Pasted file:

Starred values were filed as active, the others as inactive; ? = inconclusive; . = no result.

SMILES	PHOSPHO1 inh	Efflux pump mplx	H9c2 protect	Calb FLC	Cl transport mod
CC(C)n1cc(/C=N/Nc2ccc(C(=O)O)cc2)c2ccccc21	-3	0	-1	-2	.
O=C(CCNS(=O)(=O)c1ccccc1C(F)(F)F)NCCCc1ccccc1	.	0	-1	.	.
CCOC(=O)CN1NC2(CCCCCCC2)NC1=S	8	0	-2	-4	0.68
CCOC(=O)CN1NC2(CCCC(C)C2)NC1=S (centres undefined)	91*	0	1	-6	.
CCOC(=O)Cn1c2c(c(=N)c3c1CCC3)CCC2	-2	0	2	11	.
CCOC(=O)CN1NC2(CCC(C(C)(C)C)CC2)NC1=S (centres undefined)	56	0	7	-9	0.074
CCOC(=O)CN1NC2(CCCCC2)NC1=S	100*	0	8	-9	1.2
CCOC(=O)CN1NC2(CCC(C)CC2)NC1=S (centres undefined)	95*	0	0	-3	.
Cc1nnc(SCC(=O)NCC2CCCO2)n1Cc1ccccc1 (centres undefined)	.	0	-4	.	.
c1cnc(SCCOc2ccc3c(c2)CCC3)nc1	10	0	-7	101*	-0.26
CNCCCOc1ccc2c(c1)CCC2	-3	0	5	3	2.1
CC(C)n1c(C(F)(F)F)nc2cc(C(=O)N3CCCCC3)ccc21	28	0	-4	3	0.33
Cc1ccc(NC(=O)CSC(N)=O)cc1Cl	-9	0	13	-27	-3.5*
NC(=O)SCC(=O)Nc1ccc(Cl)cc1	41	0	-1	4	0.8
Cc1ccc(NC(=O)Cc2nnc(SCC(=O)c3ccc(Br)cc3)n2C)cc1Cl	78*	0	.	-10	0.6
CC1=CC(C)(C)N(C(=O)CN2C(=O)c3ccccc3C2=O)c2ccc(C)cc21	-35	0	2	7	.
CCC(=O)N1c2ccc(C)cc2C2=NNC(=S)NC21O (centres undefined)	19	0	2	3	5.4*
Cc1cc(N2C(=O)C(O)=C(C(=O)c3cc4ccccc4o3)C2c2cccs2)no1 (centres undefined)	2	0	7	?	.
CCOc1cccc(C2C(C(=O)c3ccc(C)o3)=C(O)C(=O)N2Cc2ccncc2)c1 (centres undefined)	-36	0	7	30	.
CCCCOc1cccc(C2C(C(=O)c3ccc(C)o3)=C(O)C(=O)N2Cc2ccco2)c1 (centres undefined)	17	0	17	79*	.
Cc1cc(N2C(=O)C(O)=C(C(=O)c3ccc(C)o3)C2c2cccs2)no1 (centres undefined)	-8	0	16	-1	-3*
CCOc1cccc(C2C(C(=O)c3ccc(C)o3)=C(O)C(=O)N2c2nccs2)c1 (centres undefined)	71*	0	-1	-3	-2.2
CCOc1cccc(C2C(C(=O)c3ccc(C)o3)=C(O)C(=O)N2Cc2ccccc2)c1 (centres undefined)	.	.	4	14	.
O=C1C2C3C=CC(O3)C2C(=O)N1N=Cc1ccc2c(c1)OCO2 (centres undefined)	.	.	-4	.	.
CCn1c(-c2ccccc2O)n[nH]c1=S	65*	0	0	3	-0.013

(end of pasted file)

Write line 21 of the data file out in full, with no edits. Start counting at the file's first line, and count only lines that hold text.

CCOc1cccc(C2C(C(=O)c3ccc(C)o3)=C(O)C(=O)N2Cc2ccncc2)c1 (centres undefined)	-36	0	7	30	.